Contents tagged with uwp

Intense Toolkit updated

Announcing a massive update of Intense Toolkit. Intense Toolkit is a set of controls, templates, and tools for building Universal Windows Platform apps on Windows 10. The project is completely open source, offering a great start for creating stunning Windows 10 apps. 


Intense Toolkit for UWP

Announcing a new toolkit for developing Universal Windows Platform apps; Intense. The toolkit provides controls, templates, and tools for building UWP apps with XAML. The Intense Templates extension for Visual Studio 2015 adds five new project templates, a great starting point for building beautiful apps. Intense Templates (formerly known as UWP Templates) previously contained a Blank, SplitView, and two templates for getting started with the Windows Composition APIs.


UWP: new VS2015 project templates

Announcing additional project templates for creating Universal Windows Platform (UWP) apps in Visual Studio 2015. The project templates serve as a great starting point for creating different type of UWP apps. The Visual Studio extension is named UWP Templates, and includes the following new project templates;


UWP: MSBuild, NuGet 3 and project.json

Universal Windows app development (UWP) comes with NuGet 3.1, and this version brings a new package configuration file called project.json. No more packages.config, no more angle brackets, apparently curly brackets are the future. For a full introduction of NuGet 3.1 and UWP development, read the article Announcing NuGet 3.1 with Support for Universal Windows Platform.


UWP: using SystemAccentColor

The personalization settings of Windows 10 includes a Colors section for choosing an accent color that is used throughout the system and by many apps (both modern and traditional desktop apps). The accent color can be set automatic where it is derived from the current background, or you can choose one from the palette as is shown in the following screenshot; 


UWP: enabling Windows.UI.Composition

If you want to play around with the supercool new Windows.UI.Composition API in Windows Universal apps, you'll need to keep in mind that the API is still in preview. The API is subject to change and a final version is expected to be available later this year. This however should not stop you from giving it a spin.


UWP: where's [UITestMethod]?

Update Sep 17: This article is now obsolete. It presents a workaround for the missing [UITestMethod] attribute. The workaround is no longer needed, since [UITestMethod] has been re-added in the Tools for Universal Windows apps 1.1 on Sep 16, 2015.

When using the Visual Studio unit test project to create unit tests, a test method is typically decorated with [TestMethod]. This ensures the method is picked up by the unit test executor. That's all good, but if you attempt to access a XAML UI object in such method, errors do occur.

Take for instance the following test method;

public void TestMethod1()
  var brush = new SolidColorBrush(Colors.Red);
  Assert.AreEqual(Colors.Red, brush.Color);

Running this test will result in the following error;

The application called an interface that was marshalled for a different thread.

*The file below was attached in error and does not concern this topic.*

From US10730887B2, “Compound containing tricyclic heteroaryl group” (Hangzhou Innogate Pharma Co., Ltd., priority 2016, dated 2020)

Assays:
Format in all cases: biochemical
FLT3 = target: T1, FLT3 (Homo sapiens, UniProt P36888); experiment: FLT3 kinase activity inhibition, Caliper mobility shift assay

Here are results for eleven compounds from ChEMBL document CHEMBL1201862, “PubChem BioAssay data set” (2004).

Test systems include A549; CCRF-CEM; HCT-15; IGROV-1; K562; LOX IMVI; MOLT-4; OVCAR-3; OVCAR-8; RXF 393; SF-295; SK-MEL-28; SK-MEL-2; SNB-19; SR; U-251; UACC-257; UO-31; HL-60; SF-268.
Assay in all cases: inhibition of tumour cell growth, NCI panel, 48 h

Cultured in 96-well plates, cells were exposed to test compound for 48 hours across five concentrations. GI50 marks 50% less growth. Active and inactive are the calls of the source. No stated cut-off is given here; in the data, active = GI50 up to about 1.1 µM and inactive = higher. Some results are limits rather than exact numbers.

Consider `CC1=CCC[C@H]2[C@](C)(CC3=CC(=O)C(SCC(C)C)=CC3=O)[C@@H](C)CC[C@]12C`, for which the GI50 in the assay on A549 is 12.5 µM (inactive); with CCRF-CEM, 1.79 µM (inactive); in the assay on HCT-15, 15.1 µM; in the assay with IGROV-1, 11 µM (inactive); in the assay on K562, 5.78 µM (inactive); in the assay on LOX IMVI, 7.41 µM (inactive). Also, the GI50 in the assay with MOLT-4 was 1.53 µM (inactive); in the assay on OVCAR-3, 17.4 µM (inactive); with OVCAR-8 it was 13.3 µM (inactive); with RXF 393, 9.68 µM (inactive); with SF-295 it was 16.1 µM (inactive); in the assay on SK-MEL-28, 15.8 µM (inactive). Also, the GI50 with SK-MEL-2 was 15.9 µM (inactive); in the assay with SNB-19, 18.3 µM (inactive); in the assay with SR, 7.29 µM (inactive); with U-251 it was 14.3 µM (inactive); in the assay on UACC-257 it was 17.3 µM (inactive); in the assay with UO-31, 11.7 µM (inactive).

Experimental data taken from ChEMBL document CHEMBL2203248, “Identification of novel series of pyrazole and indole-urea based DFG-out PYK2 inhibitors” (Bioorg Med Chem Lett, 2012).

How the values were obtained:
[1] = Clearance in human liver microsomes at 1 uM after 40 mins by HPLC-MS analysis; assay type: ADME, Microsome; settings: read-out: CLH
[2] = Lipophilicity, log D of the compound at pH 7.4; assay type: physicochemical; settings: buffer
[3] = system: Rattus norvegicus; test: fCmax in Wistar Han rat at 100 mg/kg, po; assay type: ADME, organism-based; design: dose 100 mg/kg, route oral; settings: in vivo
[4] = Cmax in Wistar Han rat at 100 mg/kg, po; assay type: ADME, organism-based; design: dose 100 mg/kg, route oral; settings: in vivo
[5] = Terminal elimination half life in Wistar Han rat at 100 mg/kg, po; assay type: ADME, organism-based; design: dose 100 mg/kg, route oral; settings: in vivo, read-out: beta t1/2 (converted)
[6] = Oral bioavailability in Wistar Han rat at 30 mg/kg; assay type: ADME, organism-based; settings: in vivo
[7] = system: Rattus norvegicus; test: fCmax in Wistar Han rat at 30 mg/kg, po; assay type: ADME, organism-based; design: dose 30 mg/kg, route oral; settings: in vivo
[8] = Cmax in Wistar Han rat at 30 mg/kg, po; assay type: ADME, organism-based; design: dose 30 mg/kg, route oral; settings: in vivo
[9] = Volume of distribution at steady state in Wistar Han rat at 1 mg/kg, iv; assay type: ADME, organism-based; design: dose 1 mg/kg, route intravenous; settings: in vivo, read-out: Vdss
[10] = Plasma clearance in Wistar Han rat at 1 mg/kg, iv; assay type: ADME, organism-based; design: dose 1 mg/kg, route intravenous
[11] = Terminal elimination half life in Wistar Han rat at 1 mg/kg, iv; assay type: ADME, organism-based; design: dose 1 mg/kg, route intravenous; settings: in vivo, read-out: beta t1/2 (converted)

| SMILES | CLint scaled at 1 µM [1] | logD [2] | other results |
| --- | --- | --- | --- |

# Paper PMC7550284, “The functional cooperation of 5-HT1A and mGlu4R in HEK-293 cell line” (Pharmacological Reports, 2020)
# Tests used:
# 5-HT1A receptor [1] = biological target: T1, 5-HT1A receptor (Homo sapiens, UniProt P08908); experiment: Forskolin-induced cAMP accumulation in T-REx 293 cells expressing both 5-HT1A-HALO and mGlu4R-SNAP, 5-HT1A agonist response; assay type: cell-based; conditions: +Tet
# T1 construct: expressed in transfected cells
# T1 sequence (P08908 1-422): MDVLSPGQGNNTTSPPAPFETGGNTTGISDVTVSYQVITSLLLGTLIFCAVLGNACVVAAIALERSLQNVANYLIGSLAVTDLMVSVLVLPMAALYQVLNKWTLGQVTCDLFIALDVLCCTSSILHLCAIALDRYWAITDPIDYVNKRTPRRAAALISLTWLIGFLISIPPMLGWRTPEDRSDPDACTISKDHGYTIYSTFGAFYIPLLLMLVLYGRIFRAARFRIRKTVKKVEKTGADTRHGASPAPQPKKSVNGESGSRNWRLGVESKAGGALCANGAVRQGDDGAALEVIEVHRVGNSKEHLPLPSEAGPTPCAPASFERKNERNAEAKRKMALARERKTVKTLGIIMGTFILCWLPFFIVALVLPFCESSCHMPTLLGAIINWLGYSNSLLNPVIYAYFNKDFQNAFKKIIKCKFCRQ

(Exception from HRESULT: 0x8001010E (RPC_E_WRONG_THREAD)).
If you are using UI objects in test consider using [UITestMethod] attribute instead of [TestMethod] to execute test in UI thread.

Accessing XAML UI objects require the code to run on the main UI thread. To make that happen, we just need to decorate the test method with [UITestMethod] instead of [TestMethod]. [UITestMethod] ensures the test method is executed on the UI thread, and all was good.

The problem

Unfortunately [UITestMethod] is nowhere to be found in the Win10 RTM SDK, even though it is mentioned in the error message. It was available in the Win10 Preview SDK. I do not know the rationale behind this move, is there a compelling reason not to run unit tests on the UI thread? Or did someone forget to include it? A lot of my unit tests now fail for my Win10 universal projects, and I need this fixed.

The solution

Luckily, it is very easy to implement your own TestMethod attribute. Taken from the preview SDK, here's a [UITestMethod] implementation that ensures your code is executed on the UI thread. Just include the code in your unit test project, and you should be good.

using Microsoft.VisualStudio.TestPlatform.UnitTestFramework;
using System;
using System.Collections.Generic;
using System.Linq;
using System.Runtime.CompilerServices;
using System.Text;
using System.Threading.Tasks;
using Windows.ApplicationModel.Core;
using Windows.UI.Core;

namespace Microsoft.VisualStudio.TestPlatform.UnitTestFramework.AppContainer
  public class UITestMethodAttribute : TestMethodAttribute
    public override TestResult[] Execute(ITestMethod testMethod)
      if (testMethod.GetAttributes<AsyncStateMachineAttribute>(false).Length != 0) {
        throw new NotSupportedException("async TestMethod with UITestMethodAttribute are not supported. Either remove async or use TestMethodAttribute.");

      TestResult result = null;

      CoreApplication.MainView.Dispatcher.RunAsync(CoreDispatcherPriority.Normal, () => {
        result = testMethod.Invoke(new object[0]);

      return new TestResult[] { result };

With the UITestMethodAttribute implementation in place, we can now decorate our testmethods with [UITestMethod] to ensure the test method is executed on the UI thread.


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